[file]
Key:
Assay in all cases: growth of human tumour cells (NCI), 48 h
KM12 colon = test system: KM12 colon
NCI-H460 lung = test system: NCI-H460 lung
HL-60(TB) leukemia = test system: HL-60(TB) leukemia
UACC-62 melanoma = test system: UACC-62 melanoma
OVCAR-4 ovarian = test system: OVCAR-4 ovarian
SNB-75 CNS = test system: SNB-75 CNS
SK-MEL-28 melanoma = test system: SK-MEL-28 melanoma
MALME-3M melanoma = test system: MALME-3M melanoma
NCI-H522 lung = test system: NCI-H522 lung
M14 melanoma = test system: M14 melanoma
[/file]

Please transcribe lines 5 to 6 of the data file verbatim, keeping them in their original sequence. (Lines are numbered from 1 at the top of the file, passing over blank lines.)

HL-60(TB) leukemia = test system: HL-60(TB) leukemia
UACC-62 melanoma = test system: UACC-62 melanoma